Thousands of indigenous activists and organizations from the country’s different regions marched on Lima to participate in the first day of a national strike. They were joined in the streets by thousands of Lima residents taking part in actions across the city. Demonstrations also took place across the country, paralyzing entire regions.

The mobilizations were strongest in Puno and Arequipa. In Puno, protests were already in full swing a day before the national day of action on January 19. In the town of Macusani, the police killed a woman taking part in the demonstrations. In response, the protesters burned the offices of the National Police. In the city of Arequipa, on the same day as the national strike, thousands of people marched on the airport and attempted to occupy it; they were brutally repressed by the National Police, resulting in the death of one protester and dozens of injuries.

In the Moquegua region, massive protests shut down a major bridge that connects the city to the rest of southern Peru. In the commercial city of Tacna, markets, fairs, and other services were shut down, and workers came out to demonstrate throughout the day, joined by residents of districts such as Ciudad Nueva and Gregorio Albarracín, where the bulk of the population is of indigenous Puna and Aymara origin.

Since the national day of action on January 19, the protests have continued. Road blocks, pickets, and marches have paralyzed large swaths of the region. A national day of action was called once again for January 24. Hundreds of thousands of people are expected to participate, fueled by outrage over the government’s dismissal of protesters’ demands and the immense repression perpetrated by the military and police.

An Uprising against Years of Crisis and Repression

The scenario opened by the uprising is characterized by massive regional protests, particularly in the south of Peru, as well as thousands of demonstrators marching on the capital city of Lima. The scope of these massive mobilizations and the rapid development of demonstrators’ demands have opened a prerevolutionary situation in Peru, one that could drastically change the country’s social and political structure. As Russian revolutionary leader Leon Trotsky wrote of such situations, “The economic and social premises of a revolution produce a break in the mentality of society and its different classes.”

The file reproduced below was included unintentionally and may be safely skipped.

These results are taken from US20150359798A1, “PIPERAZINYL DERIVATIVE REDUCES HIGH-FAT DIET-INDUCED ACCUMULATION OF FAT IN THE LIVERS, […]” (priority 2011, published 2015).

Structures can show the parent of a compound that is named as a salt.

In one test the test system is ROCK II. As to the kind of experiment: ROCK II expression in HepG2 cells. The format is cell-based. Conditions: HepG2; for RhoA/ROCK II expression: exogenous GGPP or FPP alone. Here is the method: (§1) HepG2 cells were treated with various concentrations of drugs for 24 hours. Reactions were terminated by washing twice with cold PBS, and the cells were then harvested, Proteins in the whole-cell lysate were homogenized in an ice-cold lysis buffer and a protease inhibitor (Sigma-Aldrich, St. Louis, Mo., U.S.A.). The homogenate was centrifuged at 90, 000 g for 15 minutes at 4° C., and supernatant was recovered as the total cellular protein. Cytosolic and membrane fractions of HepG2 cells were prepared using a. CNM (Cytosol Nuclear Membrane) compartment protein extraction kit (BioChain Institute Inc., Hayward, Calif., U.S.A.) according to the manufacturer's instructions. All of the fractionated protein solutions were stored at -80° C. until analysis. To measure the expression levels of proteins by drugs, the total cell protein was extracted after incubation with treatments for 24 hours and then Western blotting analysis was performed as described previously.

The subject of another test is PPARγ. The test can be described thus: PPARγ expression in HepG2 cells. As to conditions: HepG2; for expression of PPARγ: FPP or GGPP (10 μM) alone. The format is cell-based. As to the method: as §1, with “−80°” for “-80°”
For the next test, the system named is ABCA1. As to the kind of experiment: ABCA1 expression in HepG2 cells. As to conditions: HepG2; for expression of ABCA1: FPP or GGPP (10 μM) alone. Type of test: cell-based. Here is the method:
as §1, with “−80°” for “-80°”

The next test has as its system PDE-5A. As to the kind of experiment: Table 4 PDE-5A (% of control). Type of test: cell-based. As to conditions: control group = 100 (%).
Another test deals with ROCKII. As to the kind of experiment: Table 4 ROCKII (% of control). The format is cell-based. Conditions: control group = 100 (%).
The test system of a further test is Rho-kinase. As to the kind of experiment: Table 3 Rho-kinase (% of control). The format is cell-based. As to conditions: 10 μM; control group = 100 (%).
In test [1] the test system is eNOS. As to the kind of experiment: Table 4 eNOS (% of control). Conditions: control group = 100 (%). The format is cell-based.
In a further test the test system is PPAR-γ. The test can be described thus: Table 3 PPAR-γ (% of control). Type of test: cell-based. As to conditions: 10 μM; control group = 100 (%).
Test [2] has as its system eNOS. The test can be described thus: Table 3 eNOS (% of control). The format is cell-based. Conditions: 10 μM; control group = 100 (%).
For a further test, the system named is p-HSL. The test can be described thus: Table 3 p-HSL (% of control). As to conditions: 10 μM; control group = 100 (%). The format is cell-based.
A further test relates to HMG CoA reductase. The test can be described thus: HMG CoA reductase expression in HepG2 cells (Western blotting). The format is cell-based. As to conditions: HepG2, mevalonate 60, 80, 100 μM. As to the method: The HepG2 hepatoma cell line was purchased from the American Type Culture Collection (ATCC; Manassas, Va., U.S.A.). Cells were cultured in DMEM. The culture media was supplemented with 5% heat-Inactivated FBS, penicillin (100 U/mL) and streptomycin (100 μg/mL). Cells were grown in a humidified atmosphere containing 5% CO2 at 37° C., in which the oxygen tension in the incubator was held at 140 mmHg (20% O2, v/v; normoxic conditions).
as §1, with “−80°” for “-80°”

You might be interested in: A Socialist Perspective on the Crisis in Peru

The government’s response to the mobilizations has contributed considerably to the deepening of the crisis. The violence ordered by the president and Congress and meted out by the police and military has only led to the expansion of the protests. Boluarte and Prime Minister Alberto Otárola have tried to discredit and downplay the protests, particularly those in the interior of the country. In several press conferences, they have called the demonstrations “minuscule” and “orchestrated by external forces” and “sectors linked to terrorism.” For this reason, calls for Boluarte’s immediate resignation, the shutting down of Congress, and increasing support for a Constituent Assembly to draft a new constitution have become the most important demands, showing a lack of trust in the highest institutions of the state, which have been in place since the 1993 Constitution imposed by the dictatorial government of Alberto Fujimori.

This regime has served only to increase the exploitation and oppression of a majority of the population and to promote the plundering of Peru’s natural resources, acting in the interests of the large national and foreign companies and the caste of politicians at their service. In the last 30 years of neoliberal hegemony, these politicians have enriched themselves at the expense of increasing poverty rates among the working class and poor who today live in overcrowded conditions and without basic services in the peripheries of the big coastal cities.